DefinedMeaning talk:source (507893)
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This definition is so wide that examples would be welcome. I guess there are many languages where such a wide meaning word doesn't exist. Even in English or in French, one would usually not refer to queen Elisabeth II as prince Charles' "source", to Shakespeare as the "source" of "Hamlet", to France as the "source" of Napoleon's invasions etc.. I didn't think much about it, but I'm under the impression that "source" is mostly used for physical phenomena ("heating source") or abstract ideas ("the source of a difficulty"). If so, the definition should be restricted, and possibly split. --Fiable.biz 05:10, 13 October 2012 (CEST)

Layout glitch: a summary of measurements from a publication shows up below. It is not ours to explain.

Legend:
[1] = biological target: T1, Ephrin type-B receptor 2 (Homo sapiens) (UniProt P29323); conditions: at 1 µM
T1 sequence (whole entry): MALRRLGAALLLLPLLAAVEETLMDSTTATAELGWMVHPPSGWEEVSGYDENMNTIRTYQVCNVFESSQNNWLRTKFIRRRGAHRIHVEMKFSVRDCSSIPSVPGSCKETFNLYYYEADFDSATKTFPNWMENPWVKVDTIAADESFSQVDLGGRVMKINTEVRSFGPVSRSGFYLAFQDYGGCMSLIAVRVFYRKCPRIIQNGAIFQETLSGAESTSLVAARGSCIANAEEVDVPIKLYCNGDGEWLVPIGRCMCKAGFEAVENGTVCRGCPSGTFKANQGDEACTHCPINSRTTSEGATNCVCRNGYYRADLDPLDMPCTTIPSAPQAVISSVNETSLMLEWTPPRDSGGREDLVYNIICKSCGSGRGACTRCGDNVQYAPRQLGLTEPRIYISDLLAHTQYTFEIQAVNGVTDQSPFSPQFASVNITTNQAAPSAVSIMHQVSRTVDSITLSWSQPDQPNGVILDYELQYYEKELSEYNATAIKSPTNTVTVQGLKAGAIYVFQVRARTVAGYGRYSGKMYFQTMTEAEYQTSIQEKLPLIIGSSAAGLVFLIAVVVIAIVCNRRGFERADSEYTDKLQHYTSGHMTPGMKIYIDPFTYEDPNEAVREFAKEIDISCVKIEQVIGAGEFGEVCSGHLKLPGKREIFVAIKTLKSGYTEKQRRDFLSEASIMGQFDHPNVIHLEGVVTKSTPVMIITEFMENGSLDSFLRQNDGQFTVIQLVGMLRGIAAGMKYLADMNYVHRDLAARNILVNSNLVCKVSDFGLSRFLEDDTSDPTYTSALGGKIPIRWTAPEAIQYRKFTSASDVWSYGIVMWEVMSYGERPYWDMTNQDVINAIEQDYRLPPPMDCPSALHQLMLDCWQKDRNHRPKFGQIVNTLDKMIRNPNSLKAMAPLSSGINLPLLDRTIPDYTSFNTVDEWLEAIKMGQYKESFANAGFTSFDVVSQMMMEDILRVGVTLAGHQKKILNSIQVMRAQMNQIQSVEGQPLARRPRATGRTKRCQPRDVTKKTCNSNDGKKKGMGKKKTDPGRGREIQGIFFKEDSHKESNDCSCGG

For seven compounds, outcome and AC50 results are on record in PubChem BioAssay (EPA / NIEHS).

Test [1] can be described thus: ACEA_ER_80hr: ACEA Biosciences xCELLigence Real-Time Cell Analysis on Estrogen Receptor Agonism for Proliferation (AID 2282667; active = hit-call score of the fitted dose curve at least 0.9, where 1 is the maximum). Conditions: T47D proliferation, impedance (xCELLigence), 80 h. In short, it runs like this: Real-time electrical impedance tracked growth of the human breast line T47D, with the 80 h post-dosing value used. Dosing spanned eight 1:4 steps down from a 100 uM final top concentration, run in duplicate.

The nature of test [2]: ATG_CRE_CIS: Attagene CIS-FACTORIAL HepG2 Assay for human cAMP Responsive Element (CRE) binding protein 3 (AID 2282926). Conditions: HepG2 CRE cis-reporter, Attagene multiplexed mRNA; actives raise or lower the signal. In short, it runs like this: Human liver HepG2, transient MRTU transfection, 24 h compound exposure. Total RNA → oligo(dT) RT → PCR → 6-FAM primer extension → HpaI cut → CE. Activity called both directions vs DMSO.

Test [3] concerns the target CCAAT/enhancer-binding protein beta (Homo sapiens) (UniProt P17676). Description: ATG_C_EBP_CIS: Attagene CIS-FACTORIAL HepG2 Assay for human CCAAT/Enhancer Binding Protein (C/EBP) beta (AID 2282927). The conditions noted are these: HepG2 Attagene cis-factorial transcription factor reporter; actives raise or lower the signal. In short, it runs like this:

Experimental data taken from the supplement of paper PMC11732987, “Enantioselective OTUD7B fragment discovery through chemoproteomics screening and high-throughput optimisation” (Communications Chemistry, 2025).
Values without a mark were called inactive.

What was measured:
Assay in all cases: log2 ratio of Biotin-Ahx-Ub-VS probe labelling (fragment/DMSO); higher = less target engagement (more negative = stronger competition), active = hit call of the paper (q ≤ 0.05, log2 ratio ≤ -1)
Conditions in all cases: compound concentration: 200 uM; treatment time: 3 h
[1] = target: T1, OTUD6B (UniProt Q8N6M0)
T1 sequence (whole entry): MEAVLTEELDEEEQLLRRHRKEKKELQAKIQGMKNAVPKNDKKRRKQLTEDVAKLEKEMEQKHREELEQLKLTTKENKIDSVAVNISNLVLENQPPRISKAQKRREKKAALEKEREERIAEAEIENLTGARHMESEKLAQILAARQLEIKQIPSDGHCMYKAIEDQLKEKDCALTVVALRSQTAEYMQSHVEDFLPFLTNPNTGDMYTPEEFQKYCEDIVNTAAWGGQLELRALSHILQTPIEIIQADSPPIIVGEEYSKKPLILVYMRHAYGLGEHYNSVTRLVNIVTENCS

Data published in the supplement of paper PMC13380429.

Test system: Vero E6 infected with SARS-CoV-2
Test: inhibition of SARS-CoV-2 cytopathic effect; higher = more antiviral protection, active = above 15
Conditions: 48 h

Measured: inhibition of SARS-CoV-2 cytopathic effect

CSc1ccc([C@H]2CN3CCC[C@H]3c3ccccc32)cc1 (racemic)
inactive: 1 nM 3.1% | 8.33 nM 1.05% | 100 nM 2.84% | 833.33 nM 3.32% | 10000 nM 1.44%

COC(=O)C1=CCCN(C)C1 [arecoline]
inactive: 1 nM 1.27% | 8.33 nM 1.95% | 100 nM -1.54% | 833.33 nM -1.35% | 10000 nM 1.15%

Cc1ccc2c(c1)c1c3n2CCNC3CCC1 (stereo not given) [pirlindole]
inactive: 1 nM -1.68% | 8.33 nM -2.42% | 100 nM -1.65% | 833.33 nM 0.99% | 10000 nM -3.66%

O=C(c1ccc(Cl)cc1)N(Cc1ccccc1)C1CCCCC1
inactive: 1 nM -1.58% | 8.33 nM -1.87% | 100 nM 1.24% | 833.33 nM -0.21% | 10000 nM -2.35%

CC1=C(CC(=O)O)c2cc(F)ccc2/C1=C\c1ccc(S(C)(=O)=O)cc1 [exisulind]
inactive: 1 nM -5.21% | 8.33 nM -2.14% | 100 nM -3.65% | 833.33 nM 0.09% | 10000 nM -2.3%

- Agree, the definition should be reworded. Also, as a matter of principle, I think we should avoid the word "or" in definitions (except perhaps for parenthetical examples). If an expression can mean "A or B", then it should have one definition for A and one definition for B. --InfoCan 21:21, 13 October 2012 (CEST)
- Also, I don't find the the figure (https://commons.wikimedia.org/wiki/File:Heating-Radiator.svg) to be very helpful to understand the meaning of the word "source". I suppose it represents a radiator (it took me a few seconds to recognize it), but I was confused about its connection to the concept of "source". I think as a matter of policy we should use figures to illustrate definitions only if they relate to concrete objects or acts, not abstract concepts. We do not need to decorate every page with a figure unless it helps a user understand the meaning of a DM. --InfoCan 21:35, 13 October 2012 (CEST)